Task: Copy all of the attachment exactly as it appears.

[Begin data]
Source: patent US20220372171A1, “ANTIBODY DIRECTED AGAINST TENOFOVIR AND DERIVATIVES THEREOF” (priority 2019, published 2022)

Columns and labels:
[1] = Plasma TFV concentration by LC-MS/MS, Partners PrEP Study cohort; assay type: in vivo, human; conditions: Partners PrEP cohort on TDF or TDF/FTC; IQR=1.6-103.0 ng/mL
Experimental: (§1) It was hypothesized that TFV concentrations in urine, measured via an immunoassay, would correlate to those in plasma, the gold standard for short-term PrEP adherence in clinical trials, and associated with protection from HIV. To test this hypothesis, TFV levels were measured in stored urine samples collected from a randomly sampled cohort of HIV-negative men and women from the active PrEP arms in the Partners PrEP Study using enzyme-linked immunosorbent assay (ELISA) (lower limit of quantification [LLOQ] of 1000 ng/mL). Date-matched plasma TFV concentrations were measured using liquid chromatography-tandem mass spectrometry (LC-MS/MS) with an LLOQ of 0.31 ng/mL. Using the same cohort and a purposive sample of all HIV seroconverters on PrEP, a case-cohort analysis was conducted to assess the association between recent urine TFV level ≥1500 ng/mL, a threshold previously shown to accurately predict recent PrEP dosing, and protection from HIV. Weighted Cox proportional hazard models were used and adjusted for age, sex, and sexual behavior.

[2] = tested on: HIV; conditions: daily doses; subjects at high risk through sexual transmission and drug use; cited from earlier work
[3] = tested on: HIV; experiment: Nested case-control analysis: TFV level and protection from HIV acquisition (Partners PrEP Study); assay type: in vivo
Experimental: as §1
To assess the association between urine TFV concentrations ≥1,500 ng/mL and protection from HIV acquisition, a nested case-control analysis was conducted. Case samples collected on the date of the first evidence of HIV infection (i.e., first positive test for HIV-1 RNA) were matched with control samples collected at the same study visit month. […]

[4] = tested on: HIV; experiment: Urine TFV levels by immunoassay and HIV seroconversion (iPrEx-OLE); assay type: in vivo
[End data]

Source: patent US20220372171A1, “ANTIBODY DIRECTED AGAINST TENOFOVIR AND DERIVATIVES THEREOF” (priority 2019, published 2022)

Columns and labels:
[1] = Plasma TFV concentration by LC-MS/MS, Partners PrEP Study cohort; assay type: in vivo, human; conditions: Partners PrEP cohort on TDF or TDF/FTC; IQR=1.6-103.0 ng/mL
Experimental: (§1) It was hypothesized that TFV concentrations in urine, measured via an immunoassay, would correlate to those in plasma, the gold standard for short-term PrEP adherence in clinical trials, and associated with protection from HIV. To test this hypothesis, TFV levels were measured in stored urine samples collected from a randomly sampled cohort of HIV-negative men and women from the active PrEP arms in the Partners PrEP Study using enzyme-linked immunosorbent assay (ELISA) (lower limit of quantification [LLOQ] of 1000 ng/mL). Date-matched plasma TFV concentrations were measured using liquid chromatography-tandem mass spectrometry (LC-MS/MS) with an LLOQ of 0.31 ng/mL. Using the same cohort and a purposive sample of all HIV seroconverters on PrEP, a case-cohort analysis was conducted to assess the association between recent urine TFV level ≥1500 ng/mL, a threshold previously shown to accurately predict recent PrEP dosing, and protection from HIV. Weighted Cox proportional hazard models were used and adjusted for age, sex, and sexual behavior.

[2] = tested on: HIV; conditions: daily doses; subjects at high risk through sexual transmission and drug use; cited from earlier work
[3] = tested on: HIV; experiment: Nested case-control analysis: TFV level and protection from HIV acquisition (Partners PrEP Study); assay type: in vivo
Experimental: as §1
To assess the association between urine TFV concentrations ≥1,500 ng/mL and protection from HIV acquisition, a nested case-control analysis was conducted. Case samples collected on the date of the first evidence of HIV infection (i.e., first positive test for HIV-1 RNA) were matched with control samples collected at the same study visit month. […]

[4] = tested on: HIV; experiment: Urine TFV levels by immunoassay and HIV seroconversion (iPrEx-OLE); assay type: in vivo